Taiwan mulls denying entry to priority list business travelers

Health Minister Chen Shih-chung shows a chart explaining the development of the COVID-19 outbreak in Australia during Wednesday's briefing. (Photo courtesy of the CECC)

TAIPEI (CNA) — Taiwan may soon close its doors to incoming business travelers from Japan, South Korea, and Australia because of new coronavirus COVID-19 spikes in those countries, according to the Central Epidemic Command Center (CECC) Wednesday.

The countries are on a list of 15 countries that Taiwan deems low or low-to-moderate risk, allowing its incoming business travelers to shorten the length of their mandatory 14-day quarantine to only five and seven days after arrival, respectively, if their self-paid COVID-19 test is negative.

At a press briefing, Health Minister Chen Shih-chung (陳時中), who also heads the CECC, said Australia, which is currently classified as low-risk, is being closely watched and a decision to possibly remove its classification will be made in two weeks because of rising new cases since July 1.

Australia saw a decline in new cases due to strict measures that were implemented on March 30, and conditions were relatively stable from the end of April to the end of May, Chen said.

However, when Australia started loosening restrictions in June, there was a surge of cases, with the metropolitan Melbourne area placed back under lockdown Wednesday, Chen said.

The country has recorded a total of 8,755 cases, including 199 new infections on July 7, with 191 occurring in Victoria, where Melbourne is the state capital, according to statistics provided by the Australian Government’s Department of Health.

Similar spikes in new cases in Japan and South Korea, classified as low-to-moderate risk, mean they will also be closely watched with possible adjustments to be made to their classifications in two weeks, Chen said.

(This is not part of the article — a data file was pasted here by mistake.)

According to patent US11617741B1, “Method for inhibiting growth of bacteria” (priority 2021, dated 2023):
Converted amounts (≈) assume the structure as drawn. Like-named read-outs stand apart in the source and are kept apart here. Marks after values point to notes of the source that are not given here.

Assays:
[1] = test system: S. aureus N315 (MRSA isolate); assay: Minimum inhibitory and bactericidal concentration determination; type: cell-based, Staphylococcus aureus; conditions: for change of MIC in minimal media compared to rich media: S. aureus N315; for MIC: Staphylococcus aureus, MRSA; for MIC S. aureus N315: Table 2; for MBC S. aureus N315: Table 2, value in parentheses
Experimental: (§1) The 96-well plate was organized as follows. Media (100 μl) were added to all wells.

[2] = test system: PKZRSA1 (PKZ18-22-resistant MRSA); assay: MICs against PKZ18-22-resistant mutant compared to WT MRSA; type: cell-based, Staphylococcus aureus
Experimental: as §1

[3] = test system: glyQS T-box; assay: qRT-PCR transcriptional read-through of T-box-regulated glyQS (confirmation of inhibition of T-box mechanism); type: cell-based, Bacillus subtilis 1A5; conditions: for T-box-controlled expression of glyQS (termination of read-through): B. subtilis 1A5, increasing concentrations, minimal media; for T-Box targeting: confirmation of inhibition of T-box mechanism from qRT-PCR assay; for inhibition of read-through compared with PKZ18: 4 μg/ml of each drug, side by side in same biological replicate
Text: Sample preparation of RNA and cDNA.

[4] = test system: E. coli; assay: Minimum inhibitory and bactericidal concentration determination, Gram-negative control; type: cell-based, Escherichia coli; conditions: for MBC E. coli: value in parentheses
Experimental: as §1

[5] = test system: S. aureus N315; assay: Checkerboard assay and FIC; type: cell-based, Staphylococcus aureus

“The surge in new cases has raised concerns so they are now being watched,” Chen said.

The shortened quarantine applies to business travelers who have received permission to enter Taiwan, plan to spend less than three months in the country, and are visiting to conduct short-term business activities such as product inspections, after-sales service, technical training or contract-signing, Chen said at an earlier press briefing on June 17.

They must also have departed from a country or zone classified by the CECC as having a low or low-to-moderate COIVD-19 infection risk and must not have traveled to any other countries in the past 14 days, Chen said.

The latest CECC list of low risk countries and zones published on July 1 includes New Zealand, Macau, Palau, Fiji, Brunei, Vietnam, Hong Kong, Thailand, Mongolia, Bhutan, Australia, Laos, and Cambodia.

It also classified South Korea, Japan, Malaysia, Singapore and Sri Lanka as low-to-moderate risk countries.

Taiwan opened its doors to business travelers from low and low-to-moderate risk countries on June 22, with the list updated every two weeks to reflect the latest developments.

Taiwan has banned entry to most foreign nationals since March 19 to prevent the spread of the COVID-19 coronavirus, with the exception of those who hold an Alien Resident Certificate (ARC) or documents proving they are in Taiwan for diplomatic, other official purposes, or to fulfill business contracts.

Taiwan has been gradually easing its COVID-19 restrictions since June 7, when it recorded 56 straight days without any domestically transmitted infections.